Agent Risk Control – relative to Carrier Insolvency Exposures
Agent Risk Control – relative to Carrier Insolvency Exposures12.02.2018
I read this month about Merced Property & Casualty Company (Merced) being judicially found unable to meet its debts with about $23 million in assets and over $60 million in liabilities arising out of the Camp Fire wildfire in Paradise, California. While policyholders will be covered by the California Insurance Guaranty Association (CIGA), the coverage available from CIGA is capped. Given Merced’s liquidation, insureds will seek other avenues to satisfy claims in excess of the CIGA caps, and this includes E&O claims against insurance agents for the policy placement with a carrier that became insolvent.
I’ve written in the past about insurer insolvency E&O exposure with the leading Court case coming out of Texas thirty years ago, Higgenbotham v. Greer. The general rule is that an insurance agent is not a guarantor of the financial condition of an insurer, but can be held liable in situations where reasonable skill and judgment was not used in the selection of a carrier. I also discussed those limited jurisdictions that impose a higher standard of care. One such example is requiring a client know if the agent is aware of financial condition based upon which he or she should have reasonably been aware of an insurer’s insolvency. In view of Merced’s insolvency, and the extreme weather that has been predicted to continue, I thought it useful to revisit my discussion of E&O policy insolvency clauses and end with a list of risk management tools for the prudent insurance agent.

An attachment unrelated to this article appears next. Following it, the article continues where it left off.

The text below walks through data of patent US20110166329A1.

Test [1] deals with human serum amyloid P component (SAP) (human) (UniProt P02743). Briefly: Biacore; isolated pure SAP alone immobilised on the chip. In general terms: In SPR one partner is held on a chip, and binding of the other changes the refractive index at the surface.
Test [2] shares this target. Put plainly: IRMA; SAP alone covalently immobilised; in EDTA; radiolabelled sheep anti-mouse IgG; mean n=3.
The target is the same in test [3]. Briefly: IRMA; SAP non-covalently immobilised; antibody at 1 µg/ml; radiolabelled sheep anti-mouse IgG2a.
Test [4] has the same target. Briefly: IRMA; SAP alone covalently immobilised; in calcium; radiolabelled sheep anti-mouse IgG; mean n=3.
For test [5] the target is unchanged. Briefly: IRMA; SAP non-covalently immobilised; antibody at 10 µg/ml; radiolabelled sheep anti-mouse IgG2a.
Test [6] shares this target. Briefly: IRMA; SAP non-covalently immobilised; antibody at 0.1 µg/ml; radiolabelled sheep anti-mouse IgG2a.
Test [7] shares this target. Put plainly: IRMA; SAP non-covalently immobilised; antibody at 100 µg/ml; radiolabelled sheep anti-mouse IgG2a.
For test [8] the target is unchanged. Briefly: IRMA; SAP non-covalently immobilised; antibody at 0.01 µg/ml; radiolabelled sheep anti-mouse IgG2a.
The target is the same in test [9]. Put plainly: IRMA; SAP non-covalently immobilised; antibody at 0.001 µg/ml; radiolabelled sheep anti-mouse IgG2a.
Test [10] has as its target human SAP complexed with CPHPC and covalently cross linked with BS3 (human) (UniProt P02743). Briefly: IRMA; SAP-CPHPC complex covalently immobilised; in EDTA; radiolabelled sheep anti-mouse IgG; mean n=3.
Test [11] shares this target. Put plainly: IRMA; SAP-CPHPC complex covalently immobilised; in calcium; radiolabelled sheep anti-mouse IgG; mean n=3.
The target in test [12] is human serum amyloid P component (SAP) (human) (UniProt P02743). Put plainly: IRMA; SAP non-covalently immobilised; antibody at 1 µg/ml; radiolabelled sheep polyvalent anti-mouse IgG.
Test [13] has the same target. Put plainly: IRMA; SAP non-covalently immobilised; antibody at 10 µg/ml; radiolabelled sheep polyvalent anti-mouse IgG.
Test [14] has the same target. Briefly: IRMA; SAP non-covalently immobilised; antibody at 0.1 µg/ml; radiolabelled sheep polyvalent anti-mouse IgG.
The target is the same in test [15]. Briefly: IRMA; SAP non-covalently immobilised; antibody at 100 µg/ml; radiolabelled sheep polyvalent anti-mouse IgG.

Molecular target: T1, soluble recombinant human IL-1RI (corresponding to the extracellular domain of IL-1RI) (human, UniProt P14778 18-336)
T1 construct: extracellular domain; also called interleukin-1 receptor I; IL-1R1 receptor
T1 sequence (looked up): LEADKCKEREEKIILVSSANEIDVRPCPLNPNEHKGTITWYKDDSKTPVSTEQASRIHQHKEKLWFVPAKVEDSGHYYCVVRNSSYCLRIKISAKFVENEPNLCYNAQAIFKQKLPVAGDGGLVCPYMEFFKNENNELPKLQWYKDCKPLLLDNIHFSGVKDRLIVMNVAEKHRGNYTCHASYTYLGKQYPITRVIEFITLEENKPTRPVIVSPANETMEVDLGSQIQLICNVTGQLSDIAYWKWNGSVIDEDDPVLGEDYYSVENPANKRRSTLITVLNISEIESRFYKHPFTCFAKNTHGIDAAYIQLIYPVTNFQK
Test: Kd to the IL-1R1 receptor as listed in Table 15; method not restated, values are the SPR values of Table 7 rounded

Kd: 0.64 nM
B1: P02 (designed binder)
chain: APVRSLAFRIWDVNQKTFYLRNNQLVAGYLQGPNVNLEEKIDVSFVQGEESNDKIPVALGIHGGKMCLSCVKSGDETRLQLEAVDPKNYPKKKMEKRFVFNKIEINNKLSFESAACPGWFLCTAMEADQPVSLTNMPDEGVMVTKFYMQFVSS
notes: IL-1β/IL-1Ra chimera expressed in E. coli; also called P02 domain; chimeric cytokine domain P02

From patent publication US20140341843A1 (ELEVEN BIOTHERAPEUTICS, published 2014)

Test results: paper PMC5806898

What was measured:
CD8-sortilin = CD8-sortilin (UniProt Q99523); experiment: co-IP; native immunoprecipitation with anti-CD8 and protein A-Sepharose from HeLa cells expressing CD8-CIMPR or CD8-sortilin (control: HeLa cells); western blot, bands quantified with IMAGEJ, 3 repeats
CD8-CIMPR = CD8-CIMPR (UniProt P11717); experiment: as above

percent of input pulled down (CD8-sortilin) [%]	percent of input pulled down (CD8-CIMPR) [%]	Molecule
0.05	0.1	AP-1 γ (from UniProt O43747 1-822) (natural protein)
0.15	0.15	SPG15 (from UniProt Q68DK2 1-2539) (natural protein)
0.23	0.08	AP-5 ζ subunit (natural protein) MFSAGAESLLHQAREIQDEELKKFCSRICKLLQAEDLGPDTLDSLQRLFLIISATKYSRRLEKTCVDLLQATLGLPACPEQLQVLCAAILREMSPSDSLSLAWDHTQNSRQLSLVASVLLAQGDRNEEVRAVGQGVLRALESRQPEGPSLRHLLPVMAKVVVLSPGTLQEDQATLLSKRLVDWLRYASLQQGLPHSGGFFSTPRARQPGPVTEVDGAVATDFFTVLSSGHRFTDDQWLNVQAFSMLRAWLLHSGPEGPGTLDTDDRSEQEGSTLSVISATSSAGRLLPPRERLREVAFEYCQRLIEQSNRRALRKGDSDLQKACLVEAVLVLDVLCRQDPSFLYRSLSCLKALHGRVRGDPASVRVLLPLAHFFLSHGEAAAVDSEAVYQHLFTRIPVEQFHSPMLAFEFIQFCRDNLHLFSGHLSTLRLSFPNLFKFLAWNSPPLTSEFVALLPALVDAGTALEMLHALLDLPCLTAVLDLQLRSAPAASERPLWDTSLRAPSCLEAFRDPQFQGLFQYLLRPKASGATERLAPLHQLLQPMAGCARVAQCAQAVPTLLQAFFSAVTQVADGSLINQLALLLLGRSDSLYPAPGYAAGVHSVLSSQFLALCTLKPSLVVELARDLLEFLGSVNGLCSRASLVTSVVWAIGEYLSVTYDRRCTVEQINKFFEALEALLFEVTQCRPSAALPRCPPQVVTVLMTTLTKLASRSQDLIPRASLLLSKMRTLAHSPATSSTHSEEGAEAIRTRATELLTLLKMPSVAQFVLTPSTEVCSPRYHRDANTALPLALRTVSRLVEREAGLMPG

When available, insurance agents seek an E&O policy without an insolvency exclusion and, if an insolvency exclusion is included, seek one with a carve back or softer impact. The underwriting rationale to include such an exclusion typically with a specific rating threshold is to encourage agents to be aware of the financial ratings where business is placed. The undertaking of this activity, however, may create a duty of care and lead to liability not otherwise found at common law. The insurance agent may need to advise a client of an insurer’s financial condition or a change thereto to meet an enhanced obligation.
Even without an insolvency exclusion, my experience in defending insurance agents for over 20 years is that such a policy provides a mistaken false sense of security. I say this for two reasons even though a claim arising out of an insurer’s financial condition may be covered under an E&O policy subject to of course other policy terms and conditions. First, if a client(s) has a claim that cannot be satisfied by an insolvent insurer, and blames the agent for the same, the agent has lost that client and possibly with the spillover effect of losing other business. Second, the perceived benefit of not having an insolvency clause will be short lived as the resultant loss history will likely negatively impact the agent’s future E&O premiums and quite possibly insurability.
The liquidation order with respect to Merced does not change in my view that the insolvency clause issue should not be a controlling factor in purchasing and an E&O policy. Rather, I propose that an insurance agent consider other risk management tools including (i) determine that the insurer in question is presently solvent when placing the insurance, especially with new companies the agent is working with; (ii) determine that the insurer is licensed in the state or complies with state surplus lines statutes (this could include due diligence on the E&S broker; (iii) advise the client in writing as to why the non-admitted or unauthorized insurer is being selected with a reference that the state’s guaranty fund will not respond if the carrier becomes insolvent; (iv) exercise reasonable care, skill and diligence in jurisdictions where required to do so which could be beyond just checking the carrier’s A.M. Best rating; (v) even in states where no duty exists to monitor carrier financial condition, if an agent makes a business decision to do so, it needs to be done for all clients to avoid E&O exposure for not doing so for some clients; and, (vi) if the insurance agent reasonably becomes aware of a decline of an insurer’s financial condition, advise the client in writing and, if possible, offer other insurer options.